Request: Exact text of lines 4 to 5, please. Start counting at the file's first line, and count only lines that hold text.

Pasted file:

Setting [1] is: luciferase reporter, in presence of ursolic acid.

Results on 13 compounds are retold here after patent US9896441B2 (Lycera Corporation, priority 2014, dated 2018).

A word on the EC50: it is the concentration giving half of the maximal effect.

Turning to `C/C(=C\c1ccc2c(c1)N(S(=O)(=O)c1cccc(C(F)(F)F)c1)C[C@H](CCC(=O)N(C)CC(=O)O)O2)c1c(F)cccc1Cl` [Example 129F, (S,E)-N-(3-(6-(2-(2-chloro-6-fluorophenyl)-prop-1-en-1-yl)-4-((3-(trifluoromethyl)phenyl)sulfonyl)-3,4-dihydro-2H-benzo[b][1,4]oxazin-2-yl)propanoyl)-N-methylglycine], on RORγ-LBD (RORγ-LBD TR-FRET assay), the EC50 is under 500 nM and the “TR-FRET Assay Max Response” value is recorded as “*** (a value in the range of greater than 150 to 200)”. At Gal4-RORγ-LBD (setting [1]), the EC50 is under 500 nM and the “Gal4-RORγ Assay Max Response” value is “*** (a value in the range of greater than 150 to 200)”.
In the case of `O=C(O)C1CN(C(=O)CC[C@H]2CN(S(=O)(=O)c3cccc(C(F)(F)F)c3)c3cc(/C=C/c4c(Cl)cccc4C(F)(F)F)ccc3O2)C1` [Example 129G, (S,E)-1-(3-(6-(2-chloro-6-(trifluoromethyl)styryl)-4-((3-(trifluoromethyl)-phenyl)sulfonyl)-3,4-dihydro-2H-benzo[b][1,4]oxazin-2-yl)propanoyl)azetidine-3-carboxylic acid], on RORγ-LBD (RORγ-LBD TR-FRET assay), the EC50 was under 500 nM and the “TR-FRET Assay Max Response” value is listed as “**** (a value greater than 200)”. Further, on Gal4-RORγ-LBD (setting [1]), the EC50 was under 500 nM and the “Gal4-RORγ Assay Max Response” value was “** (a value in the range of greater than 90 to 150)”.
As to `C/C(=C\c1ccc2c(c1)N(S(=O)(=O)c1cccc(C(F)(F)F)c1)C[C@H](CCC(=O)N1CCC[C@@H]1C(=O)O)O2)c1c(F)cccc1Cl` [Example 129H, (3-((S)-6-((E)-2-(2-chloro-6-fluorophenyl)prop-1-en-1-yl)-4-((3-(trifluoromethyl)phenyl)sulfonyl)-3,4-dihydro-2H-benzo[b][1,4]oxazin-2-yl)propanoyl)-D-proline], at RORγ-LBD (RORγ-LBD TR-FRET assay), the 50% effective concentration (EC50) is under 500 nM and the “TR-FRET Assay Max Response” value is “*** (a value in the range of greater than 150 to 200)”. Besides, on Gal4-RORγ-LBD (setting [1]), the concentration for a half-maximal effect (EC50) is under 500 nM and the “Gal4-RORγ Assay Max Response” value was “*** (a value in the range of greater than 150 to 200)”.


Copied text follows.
Turning to `C/C(=C\c1ccc2c(c1)N(S(=O)(=O)c1cccc(C(F)(F)F)c1)C[C@H](CCC(=O)N(C)CC(=O)O)O2)c1c(F)cccc1Cl` [Example 129F, (S,E)-N-(3-(6-(2-(2-chloro-6-fluorophenyl)-prop-1-en-1-yl)-4-((3-(trifluoromethyl)phenyl)sulfonyl)-3,4-dihydro-2H-benzo[b][1,4]oxazin-2-yl)propanoyl)-N-methylglycine], on RORγ-LBD (RORγ-LBD TR-FRET assay), the EC50 is under 500 nM and the “TR-FRET Assay Max Response” value is recorded as “*** (a value in the range of greater than 150 to 200)”. At Gal4-RORγ-LBD (setting [1]), the EC50 is under 500 nM and the “Gal4-RORγ Assay Max Response” value is “*** (a value in the range of greater than 150 to 200)”.
In the case of `O=C(O)C1CN(C(=O)CC[C@H]2CN(S(=O)(=O)c3cccc(C(F)(F)F)c3)c3cc(/C=C/c4c(Cl)cccc4C(F)(F)F)ccc3O2)C1` [Example 129G, (S,E)-1-(3-(6-(2-chloro-6-(trifluoromethyl)styryl)-4-((3-(trifluoromethyl)-phenyl)sulfonyl)-3,4-dihydro-2H-benzo[b][1,4]oxazin-2-yl)propanoyl)azetidine-3-carboxylic acid], on RORγ-LBD (RORγ-LBD TR-FRET assay), the EC50 was under 500 nM and the “TR-FRET Assay Max Response” value is listed as “**** (a value greater than 200)”. Further, on Gal4-RORγ-LBD (setting [1]), the EC50 was under 500 nM and the “Gal4-RORγ Assay Max Response” value was “** (a value in the range of greater than 90 to 150)”.